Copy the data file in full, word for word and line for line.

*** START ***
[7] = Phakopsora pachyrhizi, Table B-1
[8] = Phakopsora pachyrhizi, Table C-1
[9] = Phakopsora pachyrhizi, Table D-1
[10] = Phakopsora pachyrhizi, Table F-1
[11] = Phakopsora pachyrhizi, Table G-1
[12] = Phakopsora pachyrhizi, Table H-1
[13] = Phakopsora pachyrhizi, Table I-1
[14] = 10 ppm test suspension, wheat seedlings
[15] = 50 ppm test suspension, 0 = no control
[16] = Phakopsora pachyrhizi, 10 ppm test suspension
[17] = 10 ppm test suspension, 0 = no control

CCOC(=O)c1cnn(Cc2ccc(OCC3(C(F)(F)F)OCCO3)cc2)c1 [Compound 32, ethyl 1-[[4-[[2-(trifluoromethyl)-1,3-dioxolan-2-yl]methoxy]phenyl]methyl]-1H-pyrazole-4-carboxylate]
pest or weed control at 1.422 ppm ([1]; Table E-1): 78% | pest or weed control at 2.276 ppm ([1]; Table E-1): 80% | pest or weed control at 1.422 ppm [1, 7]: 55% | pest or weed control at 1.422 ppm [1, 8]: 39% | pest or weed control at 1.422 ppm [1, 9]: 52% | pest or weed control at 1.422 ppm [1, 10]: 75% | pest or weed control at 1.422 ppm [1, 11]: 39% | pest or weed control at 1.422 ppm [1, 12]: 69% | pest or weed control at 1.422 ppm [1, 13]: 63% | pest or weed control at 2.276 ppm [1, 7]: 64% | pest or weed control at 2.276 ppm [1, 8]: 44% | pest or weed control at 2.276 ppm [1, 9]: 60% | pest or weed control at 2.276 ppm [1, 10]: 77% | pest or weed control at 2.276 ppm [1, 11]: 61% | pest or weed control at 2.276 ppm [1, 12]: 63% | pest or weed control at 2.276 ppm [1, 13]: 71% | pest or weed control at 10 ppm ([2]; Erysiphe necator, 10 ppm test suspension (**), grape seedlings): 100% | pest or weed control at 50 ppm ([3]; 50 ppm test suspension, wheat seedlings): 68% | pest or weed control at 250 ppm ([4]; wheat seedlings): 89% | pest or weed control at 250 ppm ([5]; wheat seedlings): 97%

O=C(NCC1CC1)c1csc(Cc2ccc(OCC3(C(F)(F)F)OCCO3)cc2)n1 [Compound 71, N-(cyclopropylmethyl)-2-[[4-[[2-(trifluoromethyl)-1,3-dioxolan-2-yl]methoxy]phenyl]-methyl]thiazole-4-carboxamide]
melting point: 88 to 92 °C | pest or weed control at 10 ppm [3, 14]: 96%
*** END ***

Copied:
[7] = Phakopsora pachyrhizi, Table B-1
[8] = Phakopsora pachyrhizi, Table C-1
[9] = Phakopsora pachyrhizi, Table D-1
[10] = Phakopsora pachyrhizi, Table F-1
[11] = Phakopsora pachyrhizi, Table G-1
[12] = Phakopsora pachyrhizi, Table H-1
[13] = Phakopsora pachyrhizi, Table I-1
[14] = 10 ppm test suspension, wheat seedlings
[15] = 50 ppm test suspension, 0 = no control
[16] = Phakopsora pachyrhizi, 10 ppm test suspension
[17] = 10 ppm test suspension, 0 = no control

CCOC(=O)c1cnn(Cc2ccc(OCC3(C(F)(F)F)OCCO3)cc2)c1 [Compound 32, ethyl 1-[[4-[[2-(trifluoromethyl)-1,3-dioxolan-2-yl]methoxy]phenyl]methyl]-1H-pyrazole-4-carboxylate]
pest or weed control at 1.422 ppm ([1]; Table E-1): 78% | pest or weed control at 2.276 ppm ([1]; Table E-1): 80% | pest or weed control at 1.422 ppm [1, 7]: 55% | pest or weed control at 1.422 ppm [1, 8]: 39% | pest or weed control at 1.422 ppm [1, 9]: 52% | pest or weed control at 1.422 ppm [1, 10]: 75% | pest or weed control at 1.422 ppm [1, 11]: 39% | pest or weed control at 1.422 ppm [1, 12]: 69% | pest or weed control at 1.422 ppm [1, 13]: 63% | pest or weed control at 2.276 ppm [1, 7]: 64% | pest or weed control at 2.276 ppm [1, 8]: 44% | pest or weed control at 2.276 ppm [1, 9]: 60% | pest or weed control at 2.276 ppm [1, 10]: 77% | pest or weed control at 2.276 ppm [1, 11]: 61% | pest or weed control at 2.276 ppm [1, 12]: 63% | pest or weed control at 2.276 ppm [1, 13]: 71% | pest or weed control at 10 ppm ([2]; Erysiphe necator, 10 ppm test suspension (**), grape seedlings): 100% | pest or weed control at 50 ppm ([3]; 50 ppm test suspension, wheat seedlings): 68% | pest or weed control at 250 ppm ([4]; wheat seedlings): 89% | pest or weed control at 250 ppm ([5]; wheat seedlings): 97%

O=C(NCC1CC1)c1csc(Cc2ccc(OCC3(C(F)(F)F)OCCO3)cc2)n1 [Compound 71, N-(cyclopropylmethyl)-2-[[4-[[2-(trifluoromethyl)-1,3-dioxolan-2-yl]methoxy]phenyl]-methyl]thiazole-4-carboxamide]
melting point: 88 to 92 °C | pest or weed control at 10 ppm [3, 14]: 96%